An update on idiopathic intracranial hypertension in adults: a look at pathophysiology, diagnostic approach and management.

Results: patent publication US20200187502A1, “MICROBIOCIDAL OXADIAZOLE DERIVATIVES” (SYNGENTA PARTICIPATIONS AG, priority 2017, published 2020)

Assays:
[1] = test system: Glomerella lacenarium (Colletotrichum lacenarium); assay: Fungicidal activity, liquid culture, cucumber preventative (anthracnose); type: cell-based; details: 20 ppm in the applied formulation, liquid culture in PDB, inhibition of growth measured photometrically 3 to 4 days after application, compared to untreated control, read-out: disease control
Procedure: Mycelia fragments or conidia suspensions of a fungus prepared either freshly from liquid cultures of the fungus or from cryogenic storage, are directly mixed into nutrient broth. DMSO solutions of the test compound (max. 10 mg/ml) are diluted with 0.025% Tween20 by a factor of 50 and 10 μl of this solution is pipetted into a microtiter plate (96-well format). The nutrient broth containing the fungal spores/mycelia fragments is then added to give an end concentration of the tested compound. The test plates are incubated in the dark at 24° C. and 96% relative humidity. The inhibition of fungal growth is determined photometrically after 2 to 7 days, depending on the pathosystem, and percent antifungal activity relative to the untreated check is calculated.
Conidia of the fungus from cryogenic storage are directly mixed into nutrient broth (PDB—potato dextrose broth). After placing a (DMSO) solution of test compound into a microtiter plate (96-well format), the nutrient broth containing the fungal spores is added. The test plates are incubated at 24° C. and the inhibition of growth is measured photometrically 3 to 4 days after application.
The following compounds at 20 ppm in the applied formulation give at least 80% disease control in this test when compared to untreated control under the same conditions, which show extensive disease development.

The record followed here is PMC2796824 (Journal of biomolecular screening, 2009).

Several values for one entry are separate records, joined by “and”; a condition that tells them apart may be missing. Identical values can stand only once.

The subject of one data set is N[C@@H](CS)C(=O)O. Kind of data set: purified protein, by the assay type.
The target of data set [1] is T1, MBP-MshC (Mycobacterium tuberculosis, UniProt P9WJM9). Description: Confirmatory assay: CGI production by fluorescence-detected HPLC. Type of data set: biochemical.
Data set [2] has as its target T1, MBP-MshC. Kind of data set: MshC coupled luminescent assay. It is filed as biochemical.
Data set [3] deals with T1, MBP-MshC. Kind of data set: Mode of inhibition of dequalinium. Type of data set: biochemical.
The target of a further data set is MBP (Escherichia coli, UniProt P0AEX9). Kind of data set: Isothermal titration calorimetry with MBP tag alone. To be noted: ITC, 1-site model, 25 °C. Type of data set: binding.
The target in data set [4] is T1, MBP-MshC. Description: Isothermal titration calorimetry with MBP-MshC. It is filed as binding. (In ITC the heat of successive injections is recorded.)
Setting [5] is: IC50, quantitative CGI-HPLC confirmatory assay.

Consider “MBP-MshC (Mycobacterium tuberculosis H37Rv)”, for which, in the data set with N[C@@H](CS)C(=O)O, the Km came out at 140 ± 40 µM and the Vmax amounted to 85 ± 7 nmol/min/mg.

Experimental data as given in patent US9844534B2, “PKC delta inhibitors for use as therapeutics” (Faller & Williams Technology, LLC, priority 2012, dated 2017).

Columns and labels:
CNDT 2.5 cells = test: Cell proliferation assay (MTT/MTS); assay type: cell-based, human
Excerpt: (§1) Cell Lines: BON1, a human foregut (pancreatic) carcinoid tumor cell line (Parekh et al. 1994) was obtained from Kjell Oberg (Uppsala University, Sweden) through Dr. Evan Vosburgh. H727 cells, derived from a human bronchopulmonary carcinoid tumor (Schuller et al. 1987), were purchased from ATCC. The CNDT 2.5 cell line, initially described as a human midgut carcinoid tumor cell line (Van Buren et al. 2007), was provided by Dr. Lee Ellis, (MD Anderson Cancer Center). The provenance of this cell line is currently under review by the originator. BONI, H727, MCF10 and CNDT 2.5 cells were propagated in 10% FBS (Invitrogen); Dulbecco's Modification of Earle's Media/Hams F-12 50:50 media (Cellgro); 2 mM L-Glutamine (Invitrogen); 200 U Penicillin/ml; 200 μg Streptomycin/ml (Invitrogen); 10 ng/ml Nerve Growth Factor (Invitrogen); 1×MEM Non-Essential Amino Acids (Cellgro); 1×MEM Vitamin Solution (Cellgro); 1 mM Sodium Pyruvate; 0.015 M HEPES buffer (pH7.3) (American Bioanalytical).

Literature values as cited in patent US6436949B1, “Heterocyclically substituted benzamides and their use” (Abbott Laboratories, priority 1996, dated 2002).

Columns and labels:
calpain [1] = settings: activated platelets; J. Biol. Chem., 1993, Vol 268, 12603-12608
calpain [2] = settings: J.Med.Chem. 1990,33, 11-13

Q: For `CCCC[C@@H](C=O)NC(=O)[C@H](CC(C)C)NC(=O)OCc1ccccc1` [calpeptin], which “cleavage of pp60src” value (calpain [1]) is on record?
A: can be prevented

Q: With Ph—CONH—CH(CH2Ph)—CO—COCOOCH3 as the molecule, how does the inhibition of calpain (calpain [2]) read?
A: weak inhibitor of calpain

Idiopathic intracranial hypertension is a neurological syndrome determined by a rise in intracranial pressure without a detectable cause. Course and prognosis may be changeable, requiring a multidisciplinary approach for its diagnosis and management. Although its precise pathogenesis is still unknown, many studies have been carried out to define the possible causal and associated factors, such as retinoids, steroid hormones, body mass index and recent weight gains, cytokines and adipokines levels. The clinical presentation can be variable including chronic headache, disturbance of vision, diplopia and tinnitus. Even if papilloedema is considered the most specific sign, it could not be observed in more than 5% of patients during the evaluation of the fundus oculi. Neuroradiological signs acquire greater importance in patients who do not present papilloedema and may suggest the diagnosis of idiopathic intracranial hypertension. Other assessments can be useful in the diagnostic process, such as optical coherence tomography, visual evoked potentials, ocular ultrasonography and fundus fluorescein angiography and autofluorescence. Nonetheless, cerebrospinal fluid pressure measurement is required to establish a definite diagnosis. Management may be different, since surgical procedures or lumbar punctures are often required when symptoms develop rapidly leading to a loss of visual function. Apart from these cases, patients can be treated with a pharmacological approach and low-calorie diet, but they also need to be monitored over time since relapses years later are not uncommon.

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